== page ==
A Pigeon Sat on a Branch Reflecting on Existence

2015

A Pigeon Sat on a Branch Reflecting on Existence

Critics Consensus

Expertly assembled and indelibly original, A Pigeon Sat on a Branch concludes writer-director Roy Andersson's Living trilogy in style.

89%

TOMATOMETER

Reviews Counted: 96

65%
liked it

Audience Score

User Ratings: 3,055

TOMATOMETER

N/A
All Critics | Top Critics
Average Rating: N/A
Reviews Count: 0
Fresh: 0
Rotten: 0

AUDIENCE SCORE

65%
Average Rating: 3.6/5

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Movie Info

Like his previous features SONGS FROM THE SECOND FLOOR and YOU, THE LIVING, master Swedish director Roy Andersson takes up the theme of "being a human being" with this meticulously crafted, dreamlike black comedy. Sam and Jonathan, a pair of hapless novelty salesman, take us on a kaleidoscopic tour of the human condition in reality and fantasy, unfolding in absurdist episodes: a sing-along at a 1940s beer hall, a randy flamenco teacher, a thirsty King Charles XII of Sweden en route to battle, and a diabolical metaphor for the horrors inflicted by European colonialism. It is a journey that unveils the beauty of single moments, the pettiness of others, life's grandeur, and the humor and tragedy hidden within us all. (C) Magnolia

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Cast

Viktor Gyllenberg
as König Karl XII.
Lotti Törnros
as The Flamenco Dancer
Jonas Gerholm
as The Lonely Colonel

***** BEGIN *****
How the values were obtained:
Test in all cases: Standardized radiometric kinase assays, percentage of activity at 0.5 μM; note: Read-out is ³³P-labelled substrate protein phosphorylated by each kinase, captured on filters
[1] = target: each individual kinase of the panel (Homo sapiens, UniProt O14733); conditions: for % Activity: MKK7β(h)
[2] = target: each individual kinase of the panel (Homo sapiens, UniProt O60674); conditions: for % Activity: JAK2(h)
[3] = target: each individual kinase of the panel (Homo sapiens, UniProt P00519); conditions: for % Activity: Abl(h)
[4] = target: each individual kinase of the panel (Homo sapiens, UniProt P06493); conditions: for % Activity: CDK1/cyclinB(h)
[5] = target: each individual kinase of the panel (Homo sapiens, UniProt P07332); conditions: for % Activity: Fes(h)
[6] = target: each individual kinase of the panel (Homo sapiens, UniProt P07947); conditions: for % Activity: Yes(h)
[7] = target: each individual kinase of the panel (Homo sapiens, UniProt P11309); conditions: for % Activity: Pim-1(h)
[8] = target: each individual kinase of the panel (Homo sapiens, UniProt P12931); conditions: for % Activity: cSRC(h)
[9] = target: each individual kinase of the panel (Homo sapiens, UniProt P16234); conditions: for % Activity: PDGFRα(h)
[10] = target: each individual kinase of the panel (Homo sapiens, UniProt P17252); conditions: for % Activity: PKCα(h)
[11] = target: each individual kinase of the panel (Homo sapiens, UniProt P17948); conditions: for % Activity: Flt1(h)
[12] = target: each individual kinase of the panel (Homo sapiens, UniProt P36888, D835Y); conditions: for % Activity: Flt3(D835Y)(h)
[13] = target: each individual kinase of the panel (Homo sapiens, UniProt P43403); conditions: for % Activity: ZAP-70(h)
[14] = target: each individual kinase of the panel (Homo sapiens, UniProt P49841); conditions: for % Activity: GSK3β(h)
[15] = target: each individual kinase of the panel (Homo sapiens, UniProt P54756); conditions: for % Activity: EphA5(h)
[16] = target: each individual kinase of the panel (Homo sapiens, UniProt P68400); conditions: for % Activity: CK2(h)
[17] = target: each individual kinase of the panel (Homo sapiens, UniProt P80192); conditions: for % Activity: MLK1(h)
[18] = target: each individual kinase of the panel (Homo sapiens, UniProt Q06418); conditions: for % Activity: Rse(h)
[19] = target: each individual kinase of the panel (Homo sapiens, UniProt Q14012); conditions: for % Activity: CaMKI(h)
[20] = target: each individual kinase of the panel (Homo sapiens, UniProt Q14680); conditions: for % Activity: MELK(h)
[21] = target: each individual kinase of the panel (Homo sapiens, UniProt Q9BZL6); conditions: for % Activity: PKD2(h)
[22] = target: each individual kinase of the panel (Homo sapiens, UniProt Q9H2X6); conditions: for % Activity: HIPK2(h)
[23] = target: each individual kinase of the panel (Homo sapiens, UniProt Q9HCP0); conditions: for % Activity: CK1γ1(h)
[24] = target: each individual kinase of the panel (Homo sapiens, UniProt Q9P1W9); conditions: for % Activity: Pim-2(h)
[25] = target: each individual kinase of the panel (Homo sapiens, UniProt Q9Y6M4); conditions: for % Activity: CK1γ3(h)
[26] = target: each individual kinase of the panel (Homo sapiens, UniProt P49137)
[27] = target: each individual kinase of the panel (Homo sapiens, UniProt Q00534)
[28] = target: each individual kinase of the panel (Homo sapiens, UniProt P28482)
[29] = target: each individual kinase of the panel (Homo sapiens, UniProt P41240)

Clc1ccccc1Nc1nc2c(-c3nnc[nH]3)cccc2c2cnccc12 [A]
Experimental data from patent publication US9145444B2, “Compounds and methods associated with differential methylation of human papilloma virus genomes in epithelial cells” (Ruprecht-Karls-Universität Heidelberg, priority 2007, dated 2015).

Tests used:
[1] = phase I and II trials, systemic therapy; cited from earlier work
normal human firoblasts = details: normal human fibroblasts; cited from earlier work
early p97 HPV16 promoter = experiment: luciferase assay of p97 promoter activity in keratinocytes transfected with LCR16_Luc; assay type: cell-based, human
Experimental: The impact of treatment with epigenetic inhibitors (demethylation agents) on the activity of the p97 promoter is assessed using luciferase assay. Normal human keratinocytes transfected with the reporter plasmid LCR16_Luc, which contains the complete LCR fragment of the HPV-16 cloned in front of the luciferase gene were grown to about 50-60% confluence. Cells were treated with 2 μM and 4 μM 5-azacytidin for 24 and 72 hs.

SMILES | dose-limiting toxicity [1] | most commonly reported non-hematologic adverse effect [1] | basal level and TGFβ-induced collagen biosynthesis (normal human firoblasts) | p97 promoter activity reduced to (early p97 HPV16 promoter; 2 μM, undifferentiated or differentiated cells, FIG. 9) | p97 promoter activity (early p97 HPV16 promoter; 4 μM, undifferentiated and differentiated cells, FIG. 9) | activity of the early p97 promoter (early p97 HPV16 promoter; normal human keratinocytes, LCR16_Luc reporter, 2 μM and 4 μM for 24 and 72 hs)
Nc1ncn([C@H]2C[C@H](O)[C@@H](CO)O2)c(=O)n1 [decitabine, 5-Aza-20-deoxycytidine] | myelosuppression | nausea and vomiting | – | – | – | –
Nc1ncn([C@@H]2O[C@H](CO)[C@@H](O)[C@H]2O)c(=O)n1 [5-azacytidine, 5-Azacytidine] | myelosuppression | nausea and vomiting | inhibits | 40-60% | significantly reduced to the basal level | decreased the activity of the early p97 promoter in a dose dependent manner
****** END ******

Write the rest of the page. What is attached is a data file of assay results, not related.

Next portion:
Ola Stensson
as The Captain/Barber
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News & Interviews for A Pigeon Sat on a Branch Reflecting on Existence

Critic Reviews for A Pigeon Sat on a Branch Reflecting on Existence

All Critics (96) | Top Critics (23)

Audience Reviews for A Pigeon Sat on a Branch Reflecting on Existence

Roy Andersson produces vignettes that are all ridiculous and yet prompt intense thinking in the minds of the audience. Scenes make you laugh, shock or just scratch your head. Nonetheless, you will remember it and want to talk about it.

John Ballantine
John Ballantine

Super Reviewer

½

With a wonderful mise-en-scène and cinematography (mostly gorgeous wide-angle long shots), this amusing collection of several vignettes can be pretty ironic and surreal as they show that life is made up not only of gracious, strange and prosaic moments but also of pain and vicious deeds.

Carlos Magalhães
Carlos Magalhães

Super Reviewer

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